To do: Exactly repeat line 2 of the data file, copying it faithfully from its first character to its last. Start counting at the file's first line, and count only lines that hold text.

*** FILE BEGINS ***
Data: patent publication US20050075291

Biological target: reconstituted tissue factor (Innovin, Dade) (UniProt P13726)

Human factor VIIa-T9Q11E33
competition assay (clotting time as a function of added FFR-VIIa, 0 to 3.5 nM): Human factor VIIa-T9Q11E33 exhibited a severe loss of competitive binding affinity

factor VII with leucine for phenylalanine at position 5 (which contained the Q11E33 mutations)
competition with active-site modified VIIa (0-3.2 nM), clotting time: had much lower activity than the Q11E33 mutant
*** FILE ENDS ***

Biological target: reconstituted tissue factor (Innovin, Dade) (UniProt P13726)